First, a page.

See R. R. and H. M. Lynd, Middletown in Transition (1937, repr. 1982); F. L. Allen, Since Yesterday: The 1930s in America (1940); D. Wecter, The Age of the Great Depression (1948, repr. 1956); A. M. Schlesinger, Jr., The Crisis of the Old Order (1957); D. A. Shannon, ed., The Great Depression (1960); C. Bird, The Invisible Scar: The Great Depression, and What It Did to American Life … (1966); A. U. Romasco, The Poverty of Abundance (1965); G. Rees, The Great Slump (1970); S. Terkel, Hard Times: An Oral History of the Great Depression (1970, repr. 2000); C. P. Kindleberger, The World in Depression (1973); G. H. Elder, Jr., Children of the Great Depression (1974, upd. ed. 1998); B. Eichengreen, Golden Fetters: The Gold Standard and the Great Depression, 1919–1939 (1996); D. M. Kennedy, Freedom from Fear (1999); T. H. Watkins, The Hungry Years (1999); L. Ahamed, Lords of Finance: The Bankers Who Broke the World (2009); M. Dickstein, Dancing in the Dark: A Cultural History of the Great Depression (2009); C. R. Morris, A Rabble of Dead Money (2017).

Great Depression

economic crisis of 1929–1939, unprecedented in length and widespread poverty. [Am. Hist.: NCE, 1132]
See: Poverty
References in periodicals archive ?
The Great Depression was a period of great turmoil caused by many factors and not just beggar- thy- neighbour policies, the RBI statement points out.
The characters, many of whom are children, give voice to the harsh daily realities of the Great Depression that dig deeper than financial disaster, such as the brother and sister in "The Dog That Wasn't a Dog" who "woke up every morning and She was gone," and who fight for independence and self-sufficiency in the face of their childhood vulnerability.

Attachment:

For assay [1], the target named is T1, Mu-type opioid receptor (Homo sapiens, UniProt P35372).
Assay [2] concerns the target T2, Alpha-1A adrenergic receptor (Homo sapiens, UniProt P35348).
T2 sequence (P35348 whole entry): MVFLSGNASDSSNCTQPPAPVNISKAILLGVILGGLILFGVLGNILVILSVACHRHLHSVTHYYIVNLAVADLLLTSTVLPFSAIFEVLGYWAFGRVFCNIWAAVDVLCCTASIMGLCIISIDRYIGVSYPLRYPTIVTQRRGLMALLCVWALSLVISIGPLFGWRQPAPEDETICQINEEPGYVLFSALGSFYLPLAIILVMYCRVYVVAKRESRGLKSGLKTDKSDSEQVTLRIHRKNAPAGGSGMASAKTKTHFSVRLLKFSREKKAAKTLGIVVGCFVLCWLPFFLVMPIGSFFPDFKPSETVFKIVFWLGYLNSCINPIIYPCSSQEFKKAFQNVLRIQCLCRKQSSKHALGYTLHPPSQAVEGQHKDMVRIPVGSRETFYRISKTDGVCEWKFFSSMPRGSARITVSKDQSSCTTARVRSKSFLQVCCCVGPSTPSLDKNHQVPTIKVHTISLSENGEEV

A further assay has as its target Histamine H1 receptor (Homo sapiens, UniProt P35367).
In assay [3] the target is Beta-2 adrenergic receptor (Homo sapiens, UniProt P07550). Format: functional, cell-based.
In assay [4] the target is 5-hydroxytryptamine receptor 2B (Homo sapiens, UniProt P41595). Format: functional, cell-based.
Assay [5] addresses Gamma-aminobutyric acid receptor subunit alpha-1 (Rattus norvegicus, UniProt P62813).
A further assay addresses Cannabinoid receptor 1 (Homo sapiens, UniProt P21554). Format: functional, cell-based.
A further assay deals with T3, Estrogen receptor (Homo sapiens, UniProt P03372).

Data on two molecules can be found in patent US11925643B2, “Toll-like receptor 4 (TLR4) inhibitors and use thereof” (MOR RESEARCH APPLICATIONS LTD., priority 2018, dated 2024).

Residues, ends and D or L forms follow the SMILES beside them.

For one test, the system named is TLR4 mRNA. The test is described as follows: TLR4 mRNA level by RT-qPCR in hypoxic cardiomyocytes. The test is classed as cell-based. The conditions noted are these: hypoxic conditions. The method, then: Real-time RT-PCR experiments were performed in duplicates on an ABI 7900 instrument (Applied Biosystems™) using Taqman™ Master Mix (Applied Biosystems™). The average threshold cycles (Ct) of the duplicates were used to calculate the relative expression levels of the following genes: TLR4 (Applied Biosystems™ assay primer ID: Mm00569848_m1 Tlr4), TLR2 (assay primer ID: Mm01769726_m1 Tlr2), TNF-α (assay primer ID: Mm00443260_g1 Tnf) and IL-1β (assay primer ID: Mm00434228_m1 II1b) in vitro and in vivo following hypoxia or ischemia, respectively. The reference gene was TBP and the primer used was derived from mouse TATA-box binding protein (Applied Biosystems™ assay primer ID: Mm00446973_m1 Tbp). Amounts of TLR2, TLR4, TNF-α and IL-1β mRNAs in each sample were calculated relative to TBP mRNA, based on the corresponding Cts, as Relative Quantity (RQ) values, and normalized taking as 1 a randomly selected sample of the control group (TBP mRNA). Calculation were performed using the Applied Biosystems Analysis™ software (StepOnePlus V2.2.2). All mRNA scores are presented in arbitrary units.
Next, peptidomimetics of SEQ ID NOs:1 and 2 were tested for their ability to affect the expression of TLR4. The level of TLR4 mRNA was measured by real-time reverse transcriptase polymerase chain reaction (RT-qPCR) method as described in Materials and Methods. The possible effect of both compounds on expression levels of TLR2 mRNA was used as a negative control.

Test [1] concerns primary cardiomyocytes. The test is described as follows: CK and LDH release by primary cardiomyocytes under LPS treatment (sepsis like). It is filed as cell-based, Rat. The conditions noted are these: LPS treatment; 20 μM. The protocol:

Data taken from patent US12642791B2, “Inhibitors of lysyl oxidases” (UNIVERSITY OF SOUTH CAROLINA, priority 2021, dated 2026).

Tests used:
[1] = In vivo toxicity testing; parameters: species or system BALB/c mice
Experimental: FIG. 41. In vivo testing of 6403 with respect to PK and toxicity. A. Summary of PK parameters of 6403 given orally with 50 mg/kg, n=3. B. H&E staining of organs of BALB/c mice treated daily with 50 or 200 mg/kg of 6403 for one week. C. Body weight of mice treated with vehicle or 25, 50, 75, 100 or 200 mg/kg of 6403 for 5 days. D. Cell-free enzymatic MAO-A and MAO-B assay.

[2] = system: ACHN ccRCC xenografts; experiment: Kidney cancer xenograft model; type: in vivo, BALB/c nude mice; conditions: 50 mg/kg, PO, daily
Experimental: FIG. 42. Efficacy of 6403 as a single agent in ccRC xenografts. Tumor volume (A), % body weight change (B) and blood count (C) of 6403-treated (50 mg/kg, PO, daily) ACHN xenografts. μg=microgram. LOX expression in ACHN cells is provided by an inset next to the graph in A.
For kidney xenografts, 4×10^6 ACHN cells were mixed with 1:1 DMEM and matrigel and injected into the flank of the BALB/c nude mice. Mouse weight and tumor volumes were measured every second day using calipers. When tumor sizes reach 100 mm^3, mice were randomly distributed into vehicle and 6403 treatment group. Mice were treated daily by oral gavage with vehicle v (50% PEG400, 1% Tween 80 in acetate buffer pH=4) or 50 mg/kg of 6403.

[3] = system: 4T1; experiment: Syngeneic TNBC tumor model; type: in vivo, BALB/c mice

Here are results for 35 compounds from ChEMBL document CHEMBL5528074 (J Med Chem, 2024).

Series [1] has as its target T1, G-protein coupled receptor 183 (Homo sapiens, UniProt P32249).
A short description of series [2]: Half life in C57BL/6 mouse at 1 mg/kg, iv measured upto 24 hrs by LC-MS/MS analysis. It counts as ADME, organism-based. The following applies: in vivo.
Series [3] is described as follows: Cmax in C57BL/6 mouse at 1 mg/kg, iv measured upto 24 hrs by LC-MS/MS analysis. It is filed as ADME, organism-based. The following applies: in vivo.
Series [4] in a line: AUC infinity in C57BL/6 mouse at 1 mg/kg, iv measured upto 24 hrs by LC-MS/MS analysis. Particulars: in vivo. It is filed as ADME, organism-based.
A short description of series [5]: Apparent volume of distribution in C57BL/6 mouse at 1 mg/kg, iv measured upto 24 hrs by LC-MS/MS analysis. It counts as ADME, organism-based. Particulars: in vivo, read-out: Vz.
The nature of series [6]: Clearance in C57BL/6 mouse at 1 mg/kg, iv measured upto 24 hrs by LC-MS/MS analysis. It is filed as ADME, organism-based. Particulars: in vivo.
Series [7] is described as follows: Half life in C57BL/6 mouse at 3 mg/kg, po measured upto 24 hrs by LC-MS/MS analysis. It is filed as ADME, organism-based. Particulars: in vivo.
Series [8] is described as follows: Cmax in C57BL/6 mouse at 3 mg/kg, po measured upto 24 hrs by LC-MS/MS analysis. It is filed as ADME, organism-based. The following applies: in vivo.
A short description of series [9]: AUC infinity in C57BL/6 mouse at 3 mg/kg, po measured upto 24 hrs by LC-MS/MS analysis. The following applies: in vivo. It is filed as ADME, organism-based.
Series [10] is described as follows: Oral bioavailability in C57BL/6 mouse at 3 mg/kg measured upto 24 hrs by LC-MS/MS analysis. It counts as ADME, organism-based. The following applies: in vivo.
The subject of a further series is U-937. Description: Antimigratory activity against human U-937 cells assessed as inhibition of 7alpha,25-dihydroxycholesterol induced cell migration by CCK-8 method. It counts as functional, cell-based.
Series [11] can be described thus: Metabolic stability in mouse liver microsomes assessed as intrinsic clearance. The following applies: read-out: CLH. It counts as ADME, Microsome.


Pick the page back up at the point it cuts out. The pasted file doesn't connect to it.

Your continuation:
More than eighty years after the start of the Great Depression, when politicians have called for similar programs to quell the current mortgage crisis, this accessible account of the HOLC holds invaluable lessons for our own time.
In this note, we extend Buchanan and Wagner by showing how the Great Depression and Keynesian ideology changed the generation of Americans' coming-of-age during the Great Depression.
Few doubt, however, that Britain is on the verge of the worst economic crisis since the Great Depression and, as in the 1930s, Wales is likely to feel the full force of the downturn.
The good news is that Curtis, Ebel, and Greene all forward fascinating research and energetic sophistication in rethinking religion in the Great Depression.
The largest increase in the overall suicide rate occurred in the Great Depression (1929-1933)-it surged from 18 in 1928 to 22.
But this interpretation of the Great Depression, common though it is, is misguided.
1) Unfortunately, Friedman believed the Federal Reserve caused the Great Depression by not creating enough inflation in the 1930s.
The Great Depression (from the "crash" of the New York Stock Exchange in October 1929 until the Second World War) is a matter of great interest and great debate in economics.
Vibrant illustrations of lush vegetation and wildlife complement the text as the author takes readers through Beebe's adventurous life as a naturalist and explorer during the Great Depression.
The magazine said that Mr Bernanke had helped steer the US economy through its darkest days since the Great Depression.